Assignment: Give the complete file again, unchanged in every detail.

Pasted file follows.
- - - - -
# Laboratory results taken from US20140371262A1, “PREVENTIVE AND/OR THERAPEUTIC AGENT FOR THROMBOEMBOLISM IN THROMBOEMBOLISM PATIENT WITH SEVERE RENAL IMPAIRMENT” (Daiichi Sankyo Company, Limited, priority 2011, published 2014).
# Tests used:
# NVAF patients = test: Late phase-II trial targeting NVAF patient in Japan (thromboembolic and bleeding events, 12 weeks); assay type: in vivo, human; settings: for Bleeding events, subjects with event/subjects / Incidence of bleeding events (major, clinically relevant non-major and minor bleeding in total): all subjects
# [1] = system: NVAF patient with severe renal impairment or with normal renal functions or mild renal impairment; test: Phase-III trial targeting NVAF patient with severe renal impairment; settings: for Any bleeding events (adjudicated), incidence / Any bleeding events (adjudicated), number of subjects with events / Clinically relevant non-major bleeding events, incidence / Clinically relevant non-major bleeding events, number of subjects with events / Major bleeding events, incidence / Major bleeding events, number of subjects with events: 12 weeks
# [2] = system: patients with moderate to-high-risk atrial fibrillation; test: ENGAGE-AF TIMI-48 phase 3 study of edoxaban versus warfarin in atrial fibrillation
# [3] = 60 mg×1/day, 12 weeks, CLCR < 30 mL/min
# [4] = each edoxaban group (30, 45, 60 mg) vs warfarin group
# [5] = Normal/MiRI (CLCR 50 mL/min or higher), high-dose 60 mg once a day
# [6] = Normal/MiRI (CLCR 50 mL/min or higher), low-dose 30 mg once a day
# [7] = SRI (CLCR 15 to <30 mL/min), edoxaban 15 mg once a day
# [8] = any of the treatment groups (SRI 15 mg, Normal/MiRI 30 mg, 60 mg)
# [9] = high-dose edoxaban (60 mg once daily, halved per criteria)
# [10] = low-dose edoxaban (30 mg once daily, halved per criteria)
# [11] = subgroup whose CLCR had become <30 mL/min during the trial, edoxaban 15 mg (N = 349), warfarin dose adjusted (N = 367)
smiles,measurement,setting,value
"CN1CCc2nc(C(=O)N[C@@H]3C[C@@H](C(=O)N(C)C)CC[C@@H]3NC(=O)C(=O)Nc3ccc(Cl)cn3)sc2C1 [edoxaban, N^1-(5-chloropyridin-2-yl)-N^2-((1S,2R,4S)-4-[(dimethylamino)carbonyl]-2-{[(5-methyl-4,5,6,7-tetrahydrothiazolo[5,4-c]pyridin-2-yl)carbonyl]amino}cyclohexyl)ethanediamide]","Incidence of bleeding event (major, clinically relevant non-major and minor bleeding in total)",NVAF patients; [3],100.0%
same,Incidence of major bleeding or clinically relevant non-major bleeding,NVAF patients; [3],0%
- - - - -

# Laboratory results taken from US20140371262A1, “PREVENTIVE AND/OR THERAPEUTIC AGENT FOR THROMBOEMBOLISM IN THROMBOEMBOLISM PATIENT WITH SEVERE RENAL IMPAIRMENT” (Daiichi Sankyo Company, Limited, priority 2011, published 2014).
# Tests used:
# NVAF patients = test: Late phase-II trial targeting NVAF patient in Japan (thromboembolic and bleeding events, 12 weeks); assay type: in vivo, human; settings: for Bleeding events, subjects with event/subjects / Incidence of bleeding events (major, clinically relevant non-major and minor bleeding in total): all subjects
# [1] = system: NVAF patient with severe renal impairment or with normal renal functions or mild renal impairment; test: Phase-III trial targeting NVAF patient with severe renal impairment; settings: for Any bleeding events (adjudicated), incidence / Any bleeding events (adjudicated), number of subjects with events / Clinically relevant non-major bleeding events, incidence / Clinically relevant non-major bleeding events, number of subjects with events / Major bleeding events, incidence / Major bleeding events, number of subjects with events: 12 weeks
# [2] = system: patients with moderate to-high-risk atrial fibrillation; test: ENGAGE-AF TIMI-48 phase 3 study of edoxaban versus warfarin in atrial fibrillation
# [3] = 60 mg×1/day, 12 weeks, CLCR < 30 mL/min
# [4] = each edoxaban group (30, 45, 60 mg) vs warfarin group
# [5] = Normal/MiRI (CLCR 50 mL/min or higher), high-dose 60 mg once a day
# [6] = Normal/MiRI (CLCR 50 mL/min or higher), low-dose 30 mg once a day
# [7] = SRI (CLCR 15 to <30 mL/min), edoxaban 15 mg once a day
# [8] = any of the treatment groups (SRI 15 mg, Normal/MiRI 30 mg, 60 mg)
# [9] = high-dose edoxaban (60 mg once daily, halved per criteria)
# [10] = low-dose edoxaban (30 mg once daily, halved per criteria)
# [11] = subgroup whose CLCR had become <30 mL/min during the trial, edoxaban 15 mg (N = 349), warfarin dose adjusted (N = 367)
smiles,measurement,setting,value
"CN1CCc2nc(C(=O)N[C@@H]3C[C@@H](C(=O)N(C)C)CC[C@@H]3NC(=O)C(=O)Nc3ccc(Cl)cn3)sc2C1 [edoxaban, N^1-(5-chloropyridin-2-yl)-N^2-((1S,2R,4S)-4-[(dimethylamino)carbonyl]-2-{[(5-methyl-4,5,6,7-tetrahydrothiazolo[5,4-c]pyridin-2-yl)carbonyl]amino}cyclohexyl)ethanediamide]","Incidence of bleeding event (major, clinically relevant non-major and minor bleeding in total)",NVAF patients; [3],100.0%
same,Incidence of major bleeding or clinically relevant non-major bleeding,NVAF patients; [3],0%